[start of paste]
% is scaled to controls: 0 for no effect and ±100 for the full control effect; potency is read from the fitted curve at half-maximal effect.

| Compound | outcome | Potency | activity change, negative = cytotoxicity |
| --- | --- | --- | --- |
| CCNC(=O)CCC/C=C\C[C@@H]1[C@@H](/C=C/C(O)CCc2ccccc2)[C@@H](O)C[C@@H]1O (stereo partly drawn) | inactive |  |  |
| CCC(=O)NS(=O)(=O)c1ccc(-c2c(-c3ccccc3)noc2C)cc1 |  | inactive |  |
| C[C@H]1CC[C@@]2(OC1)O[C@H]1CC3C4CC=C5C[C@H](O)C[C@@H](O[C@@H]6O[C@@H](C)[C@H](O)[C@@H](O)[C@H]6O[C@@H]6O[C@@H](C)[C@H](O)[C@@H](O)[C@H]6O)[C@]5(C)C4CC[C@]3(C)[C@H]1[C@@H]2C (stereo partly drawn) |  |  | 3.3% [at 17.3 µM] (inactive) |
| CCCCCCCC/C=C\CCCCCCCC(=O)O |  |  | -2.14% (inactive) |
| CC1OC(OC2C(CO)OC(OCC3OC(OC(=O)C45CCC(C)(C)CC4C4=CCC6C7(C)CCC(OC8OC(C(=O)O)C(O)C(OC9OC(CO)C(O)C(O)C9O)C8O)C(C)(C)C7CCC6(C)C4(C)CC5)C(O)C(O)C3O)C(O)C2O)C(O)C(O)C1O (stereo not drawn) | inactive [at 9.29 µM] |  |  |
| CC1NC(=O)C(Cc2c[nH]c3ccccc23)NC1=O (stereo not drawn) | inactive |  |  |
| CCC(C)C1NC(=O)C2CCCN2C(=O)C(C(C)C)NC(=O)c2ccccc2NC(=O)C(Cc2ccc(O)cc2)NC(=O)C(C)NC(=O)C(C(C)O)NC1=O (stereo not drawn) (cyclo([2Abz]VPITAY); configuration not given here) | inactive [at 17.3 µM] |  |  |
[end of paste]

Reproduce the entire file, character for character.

% is scaled to controls: 0 for no effect and ±100 for the full control effect; potency is read from the fitted curve at half-maximal effect.

| Compound | outcome | Potency | activity change, negative = cytotoxicity |
| --- | --- | --- | --- |
| CCNC(=O)CCC/C=C\C[C@@H]1[C@@H](/C=C/C(O)CCc2ccccc2)[C@@H](O)C[C@@H]1O (stereo partly drawn) | inactive |  |  |
| CCC(=O)NS(=O)(=O)c1ccc(-c2c(-c3ccccc3)noc2C)cc1 |  | inactive |  |
| C[C@H]1CC[C@@]2(OC1)O[C@H]1CC3C4CC=C5C[C@H](O)C[C@@H](O[C@@H]6O[C@@H](C)[C@H](O)[C@@H](O)[C@H]6O[C@@H]6O[C@@H](C)[C@H](O)[C@@H](O)[C@H]6O)[C@]5(C)C4CC[C@]3(C)[C@H]1[C@@H]2C (stereo partly drawn) |  |  | 3.3% [at 17.3 µM] (inactive) |
| CCCCCCCC/C=C\CCCCCCCC(=O)O |  |  | -2.14% (inactive) |
| CC1OC(OC2C(CO)OC(OCC3OC(OC(=O)C45CCC(C)(C)CC4C4=CCC6C7(C)CCC(OC8OC(C(=O)O)C(O)C(OC9OC(CO)C(O)C(O)C9O)C8O)C(C)(C)C7CCC6(C)C4(C)CC5)C(O)C(O)C3O)C(O)C2O)C(O)C(O)C1O (stereo not drawn) | inactive [at 9.29 µM] |  |  |
| CC1NC(=O)C(Cc2c[nH]c3ccccc23)NC1=O (stereo not drawn) | inactive |  |  |
| CCC(C)C1NC(=O)C2CCCN2C(=O)C(C(C)C)NC(=O)c2ccccc2NC(=O)C(Cc2ccc(O)cc2)NC(=O)C(C)NC(=O)C(C(C)O)NC1=O (stereo not drawn) (cyclo([2Abz]VPITAY); configuration not given here) | inactive [at 17.3 µM] |  |  |